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Increased Investment Opportunities for Self-Directed IRA Investors

3 Minute Read

New rule can increase investment opportunities for Self-Directed IRA investors, both accredited and non-accredited.

Key Points
  • Can help companies raise capital
  • Increases exemptions
  • May bolster private markets

SEC Rule Changes

On Monday, November 2, 2020, the U.S. Securities and Exchange Commission voted to adopt amendments that will ease capital formation and increase opportunities for investors through the expansion of access to capital for small and medium sized business across the United States.

Raising Capital

In an effort to make raising capital easier for companies without needing them to go public, the United States Securities and Exchange Commission enacted a series of measures to allow small and medium companies more opportunities. Instead of the previous six month limitation, the new rules significantly expand private-market access to investors including being allowed to make exempt offerings within as little as 30 days of one another.

In August, 2020, the US SEC approved an expansion of “accredited investors” to include holders of an entry-level stockbroker’s license, knowledgeable employees of nonpublic firms and more, which may further open the door by broadening the category to holders of other credentials. Until that time, investors could be considered accredited only if they had $1 million in net assets, or at least $200,000 in annual income. With the expansion, the ranks will likely continue to grow as more and more seek to become accredited.

Moving Forward

The US SEC rules can increase investment opportunities for Self-Directed IRA investors by facilitating capital formation and allowing greater reach for small and medium size companies. The new regulations should reduce regulatory costs and burdens for those companies, by making exemptions more efficient and easier to navigate, making the number of exceptions Congress and regulators have crafted over the years into a smoother system overall.

There are critics of the changes, not limited to the SEC’s two Democratic commissioners and consumer advocates, who charge that the changes will undermine the nation’s public markets for stocks and bonds, which have already been dwarfed by private markets. One SEC estimate indicates that $2.7 trillion was raised in exempt offerings last year, versus $1.2 trillion in public offerings.

Concerns include, but are not limited to that issue that the new rule does not put consumer protections into place while it significantly expands the private-market access to investors. This means that more transactions will be occurring, without supervisory control over them, leading to what could be potential problems.

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    Increase Investment Opportunities for Self-Directed IRA Investors

    The new rule also increases the limits of the amount of money that smaller companies can raise via exemptions. Now, startups will be able to collect up to $5 million through online crowdfunding initiatives, up from the $1.07 million currently allowed by law. Crowdfunding participants and initiatives will be able to invest the greater of their annual income or net worth, rather than the lesser of the two. Companies also will be allowed to gauge investor interest without running afoul of restrictions on advertising private offerings to non-accredited investors.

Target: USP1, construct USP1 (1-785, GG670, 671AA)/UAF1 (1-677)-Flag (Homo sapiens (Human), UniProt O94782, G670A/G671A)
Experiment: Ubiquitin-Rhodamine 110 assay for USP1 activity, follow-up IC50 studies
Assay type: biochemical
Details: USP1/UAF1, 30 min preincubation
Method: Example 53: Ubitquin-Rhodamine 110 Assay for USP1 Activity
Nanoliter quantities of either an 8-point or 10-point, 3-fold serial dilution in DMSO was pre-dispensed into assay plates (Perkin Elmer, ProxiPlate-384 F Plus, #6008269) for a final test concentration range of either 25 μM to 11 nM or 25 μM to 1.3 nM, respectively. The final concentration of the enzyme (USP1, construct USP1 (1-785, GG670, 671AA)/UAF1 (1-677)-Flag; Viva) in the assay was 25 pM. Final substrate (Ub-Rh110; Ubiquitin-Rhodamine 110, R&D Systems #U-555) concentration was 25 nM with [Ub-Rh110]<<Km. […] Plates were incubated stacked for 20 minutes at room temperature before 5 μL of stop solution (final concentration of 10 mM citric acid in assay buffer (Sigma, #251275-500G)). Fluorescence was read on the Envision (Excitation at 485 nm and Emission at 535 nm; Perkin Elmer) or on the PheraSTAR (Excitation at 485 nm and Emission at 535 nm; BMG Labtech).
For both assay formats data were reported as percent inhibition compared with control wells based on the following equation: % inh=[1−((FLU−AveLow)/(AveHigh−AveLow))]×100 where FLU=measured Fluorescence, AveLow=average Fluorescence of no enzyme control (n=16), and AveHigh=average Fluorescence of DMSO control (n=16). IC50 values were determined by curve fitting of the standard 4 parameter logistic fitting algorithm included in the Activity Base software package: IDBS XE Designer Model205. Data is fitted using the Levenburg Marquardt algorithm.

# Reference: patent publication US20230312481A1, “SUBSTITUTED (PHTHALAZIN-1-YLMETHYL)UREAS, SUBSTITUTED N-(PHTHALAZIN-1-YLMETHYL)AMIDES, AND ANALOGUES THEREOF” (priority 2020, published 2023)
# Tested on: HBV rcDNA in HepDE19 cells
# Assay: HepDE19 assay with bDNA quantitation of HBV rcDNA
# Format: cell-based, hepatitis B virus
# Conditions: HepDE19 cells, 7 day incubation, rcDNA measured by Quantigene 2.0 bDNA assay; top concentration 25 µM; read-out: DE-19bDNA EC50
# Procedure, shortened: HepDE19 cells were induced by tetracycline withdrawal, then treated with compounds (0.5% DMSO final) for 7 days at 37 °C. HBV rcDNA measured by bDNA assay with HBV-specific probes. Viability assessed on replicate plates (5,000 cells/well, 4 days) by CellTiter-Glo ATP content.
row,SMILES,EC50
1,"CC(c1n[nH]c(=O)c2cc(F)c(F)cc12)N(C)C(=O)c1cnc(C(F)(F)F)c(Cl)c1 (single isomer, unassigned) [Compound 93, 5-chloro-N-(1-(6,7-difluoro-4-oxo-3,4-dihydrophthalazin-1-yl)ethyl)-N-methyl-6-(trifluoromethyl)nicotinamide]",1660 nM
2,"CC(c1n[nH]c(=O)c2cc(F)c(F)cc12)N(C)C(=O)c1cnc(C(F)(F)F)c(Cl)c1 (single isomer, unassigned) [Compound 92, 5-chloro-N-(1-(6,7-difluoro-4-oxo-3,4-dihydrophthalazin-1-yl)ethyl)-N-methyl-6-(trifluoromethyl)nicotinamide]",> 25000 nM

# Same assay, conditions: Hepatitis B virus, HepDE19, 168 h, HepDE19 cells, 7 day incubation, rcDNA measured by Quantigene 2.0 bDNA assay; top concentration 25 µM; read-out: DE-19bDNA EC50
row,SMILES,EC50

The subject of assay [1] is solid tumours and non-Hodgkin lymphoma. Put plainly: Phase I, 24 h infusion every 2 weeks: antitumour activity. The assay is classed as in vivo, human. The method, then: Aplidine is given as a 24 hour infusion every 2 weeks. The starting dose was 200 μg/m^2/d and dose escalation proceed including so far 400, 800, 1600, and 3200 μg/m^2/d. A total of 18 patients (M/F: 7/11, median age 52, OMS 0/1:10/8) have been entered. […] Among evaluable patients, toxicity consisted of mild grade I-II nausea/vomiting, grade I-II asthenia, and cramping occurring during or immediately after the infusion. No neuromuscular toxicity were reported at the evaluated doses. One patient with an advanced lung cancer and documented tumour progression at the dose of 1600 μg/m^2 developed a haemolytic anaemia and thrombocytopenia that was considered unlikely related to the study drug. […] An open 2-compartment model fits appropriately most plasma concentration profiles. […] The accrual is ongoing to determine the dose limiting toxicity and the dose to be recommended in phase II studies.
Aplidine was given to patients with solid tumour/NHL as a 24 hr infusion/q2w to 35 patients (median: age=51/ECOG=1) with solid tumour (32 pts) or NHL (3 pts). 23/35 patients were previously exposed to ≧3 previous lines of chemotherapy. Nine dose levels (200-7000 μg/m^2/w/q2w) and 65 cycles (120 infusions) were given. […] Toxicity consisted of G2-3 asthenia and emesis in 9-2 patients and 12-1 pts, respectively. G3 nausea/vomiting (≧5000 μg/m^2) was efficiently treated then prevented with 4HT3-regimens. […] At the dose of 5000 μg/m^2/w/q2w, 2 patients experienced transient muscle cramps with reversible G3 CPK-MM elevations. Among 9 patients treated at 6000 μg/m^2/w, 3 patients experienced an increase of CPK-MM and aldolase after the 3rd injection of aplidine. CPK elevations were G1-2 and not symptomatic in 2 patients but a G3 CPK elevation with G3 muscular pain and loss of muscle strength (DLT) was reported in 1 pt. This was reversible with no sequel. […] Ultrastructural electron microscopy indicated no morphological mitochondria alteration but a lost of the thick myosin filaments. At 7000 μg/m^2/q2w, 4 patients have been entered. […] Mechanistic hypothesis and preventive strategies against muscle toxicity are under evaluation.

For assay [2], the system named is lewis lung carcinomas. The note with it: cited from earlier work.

There are some concerns, not least of which is that there is a greater potential for losses as there is a greater amount of investment made into companies. However, this should enable those companies that want to remain private, or owned by fewer investors, a greater chance to retain control.

    Crowdfunding Investments

    Crowdsourcing funds for investment purposes is not a new phenomenon, but the scope and reach of the internet and modern communications make it a greater opportunity than ever before. Traditionally, entrepreneurs and small businesses in need of capital would turn to banks and venture capital firms, a method that takes a lot of time and money to present the business plan, market research, etc. Also, there is no guarantee of success.

    Today, crowdfunding platforms not only provide a vast resource of investors to fund their business, but facilitates entrepreneurs in finding the right investors. It also helps the investor find the right business venture to fund. Opportunities can launch online, through Kickstarter or other services of that sort, and in some ways that can be even more beneficial.

    The most tax-advantageous method to purchase investments is with the use of retirement funds. A Self-Directed IRA or Solo 401(k) for self-employed or small business owners allows you to generate tax-deferred or tax-free gains on your investments. Additionally, the IRS only states the types of transactions you cannot make with your retirement account, which are very few.

    Crowdfunding is a legal and lucrative investment when using a self-directed retirement plan.

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